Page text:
Fiona Reynolds : « The idea that sustainability equated to diminished returns has been steadily eroded with numerous studies »

Fiona Reynolds, Managing Director of the PRI (United Nations) gives us her point of view on SRI in the investment world. According to the idea that sustainability equated to diminished returns has been steadily eroded with numerous studies...

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Could you give us an overview of the SRI and ESG practices in France and in Europe ?

Europe has really led the way in responsible investment practices. Countries in Scandinavia, for example, have been looking at ESG issues for a number of years, before most of us started talking about these factors. A recent survey by Schroders found that institutional investors in Europe are significantly more advanced in terms of their adoption of ESG investment practices, compared with their counterparts in the United States. In Europe, 58% of pension fund investors already see ESG as an important consideration, substantially higher than 21% in the US. Furthermore, just 14% of pension fund investors in Europe do not think ESG will ever be an important consideration, yet this rises to 53% for investors in the US.

Why is the extra-financial research gaining in importance for portfolio managers and how ?

Responsible investment is an approach to investment that explicitly acknowledges the relevance to the investor of ESG factors, and the long-term health and stability of the market as a whole. ESG criteria are increasingly recognized as material to long-term financial outcomes. Looking at ESG is particularly important for evaluating portfolio risks, as well as to identify new opportunities. Other considerations are also compelling companies to address ESG issues more explicitly. Climate change, increased attention around child labour and governance issues such as tax avoidance is prompting both investors and corporates to focus more on ESG criteria.

What about the regulation on SRI with the Energy Transition for Green Growth Act and the article 173 ?

In France, the main innovation in the legal regulatory framework is the Article 173 of the France’s Energy Transition law of August 2015. Asset owners and asset managers are now required to disclose information on their management of climate-related risks, and, more broadly, on the integration of ESG parameters in their investment policies. This regulation is clearly a step forward, and France is the first country to introduce such disclosure requirements. The PRI believes that policymakers have a critical role to play moving responsible investment forward so we welcomed this move by the French government.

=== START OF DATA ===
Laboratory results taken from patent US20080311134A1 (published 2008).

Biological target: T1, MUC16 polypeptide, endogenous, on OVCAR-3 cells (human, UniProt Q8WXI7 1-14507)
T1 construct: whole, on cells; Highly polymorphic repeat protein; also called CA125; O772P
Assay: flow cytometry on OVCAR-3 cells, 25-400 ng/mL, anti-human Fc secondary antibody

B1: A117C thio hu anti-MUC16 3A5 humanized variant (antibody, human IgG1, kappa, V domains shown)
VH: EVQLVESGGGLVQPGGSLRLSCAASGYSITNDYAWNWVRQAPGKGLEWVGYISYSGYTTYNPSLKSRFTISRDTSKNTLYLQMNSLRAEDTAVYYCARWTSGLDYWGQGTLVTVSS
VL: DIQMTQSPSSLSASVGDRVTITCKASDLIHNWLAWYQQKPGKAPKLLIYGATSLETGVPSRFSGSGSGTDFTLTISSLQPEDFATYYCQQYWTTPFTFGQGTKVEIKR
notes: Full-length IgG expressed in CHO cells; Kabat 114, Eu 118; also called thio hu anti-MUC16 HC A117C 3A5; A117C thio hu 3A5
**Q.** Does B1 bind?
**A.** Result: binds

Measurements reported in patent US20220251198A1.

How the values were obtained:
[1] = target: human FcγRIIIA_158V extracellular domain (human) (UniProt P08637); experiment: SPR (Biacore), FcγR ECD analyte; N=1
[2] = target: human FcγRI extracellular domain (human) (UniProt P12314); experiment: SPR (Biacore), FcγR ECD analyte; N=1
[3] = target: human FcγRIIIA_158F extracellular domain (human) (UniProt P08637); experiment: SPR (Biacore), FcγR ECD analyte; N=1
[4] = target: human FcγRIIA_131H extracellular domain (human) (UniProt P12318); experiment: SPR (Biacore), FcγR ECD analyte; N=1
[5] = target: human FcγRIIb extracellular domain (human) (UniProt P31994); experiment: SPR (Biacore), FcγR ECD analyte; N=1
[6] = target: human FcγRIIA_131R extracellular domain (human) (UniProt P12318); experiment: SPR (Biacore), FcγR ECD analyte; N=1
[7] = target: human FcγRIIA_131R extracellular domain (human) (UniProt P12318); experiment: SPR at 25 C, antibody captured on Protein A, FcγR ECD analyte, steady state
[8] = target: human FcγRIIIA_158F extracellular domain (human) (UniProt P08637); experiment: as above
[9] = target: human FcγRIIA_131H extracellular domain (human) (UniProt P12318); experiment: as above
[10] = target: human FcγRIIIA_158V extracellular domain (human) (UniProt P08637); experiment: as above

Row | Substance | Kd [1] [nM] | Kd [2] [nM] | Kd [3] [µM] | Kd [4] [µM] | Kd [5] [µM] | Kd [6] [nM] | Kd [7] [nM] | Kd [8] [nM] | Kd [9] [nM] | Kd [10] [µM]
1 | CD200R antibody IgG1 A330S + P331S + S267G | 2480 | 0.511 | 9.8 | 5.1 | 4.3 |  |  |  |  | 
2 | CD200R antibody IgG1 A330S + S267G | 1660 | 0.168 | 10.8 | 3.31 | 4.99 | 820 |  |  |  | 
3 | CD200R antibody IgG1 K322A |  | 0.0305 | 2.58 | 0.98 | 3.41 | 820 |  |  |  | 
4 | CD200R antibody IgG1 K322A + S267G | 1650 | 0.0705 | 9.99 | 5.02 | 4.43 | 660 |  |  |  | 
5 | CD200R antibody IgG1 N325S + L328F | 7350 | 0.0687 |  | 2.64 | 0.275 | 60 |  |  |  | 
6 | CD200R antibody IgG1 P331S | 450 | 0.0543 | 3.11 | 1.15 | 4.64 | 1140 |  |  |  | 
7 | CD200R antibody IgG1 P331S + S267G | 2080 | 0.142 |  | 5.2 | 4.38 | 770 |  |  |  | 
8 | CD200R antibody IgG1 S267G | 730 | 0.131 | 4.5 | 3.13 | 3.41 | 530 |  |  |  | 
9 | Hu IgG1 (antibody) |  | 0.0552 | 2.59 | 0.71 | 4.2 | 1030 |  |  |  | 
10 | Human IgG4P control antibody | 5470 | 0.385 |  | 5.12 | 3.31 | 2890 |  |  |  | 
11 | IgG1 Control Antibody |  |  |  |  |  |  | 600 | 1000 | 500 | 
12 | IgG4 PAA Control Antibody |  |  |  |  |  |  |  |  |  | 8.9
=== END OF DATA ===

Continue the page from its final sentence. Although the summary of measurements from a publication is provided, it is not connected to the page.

What is happening today regarding portfolio decarbonization ? Do you have any example that you can give us ?

Investors are increasingly concerned about high carbon exposure in their portfolios. A growing number of pension funds across the world have decided to fully or partially divest from companies that generate revenues from oil, gas and coal. Last year, Norway’s sovereign wealth fund, the world’s biggest, excluded 52 coal-related companies in line with new ethical guidelines barring it from investing in such groups.

While some PRI signatories have divested out of fossil fuel assets, others have decided to engage companies instead, believing that you can’t influence behaviour unless you have a seat at the table. By engaging with companies, investors can encourage them to shift capital to clean technologies like renewables and green financial instruments such as green bonds. We’re very supportive of decarbonisation and in the lead-up to the Paris agreement, the PRI launched the Montreal Carbon Pledge in 2014. That is about investors measuring the carbon footprint of their portfolios to actually understand what their exposure to carbon is. We had 120 investors who signed onto that, representing $10trn worth of carbon footprinting, which is fantastic. You can’t decide what to do about something if you haven’t measured it and know where you stand.

What measures should be taken to accelerate the development of SRI in investor’s portfolio ?

We still hear a lot of arguments from investors that looking at ESG factors has a negative impact on returns. But market research proves them wrong. Over the last decade, the idea that sustainability equated to diminished returns has been steadily eroded with numerous studies, including ones from Arabesque Asset Management, Harvard, MSCI and others showing that looking at ESG over the long-term equates to outperformance of market benchmarks. Part of this development is the realisation that investors across all asset classes have seen the benefits of using ESG in order to manage the emerging definitions of risk, thereby laying the groundwork for more robust returns. But clearly, more education is needed. We also need more investors to keep putting pressure on policymakers and regulators to move sustainable investing strategies forward.

RF October 2017

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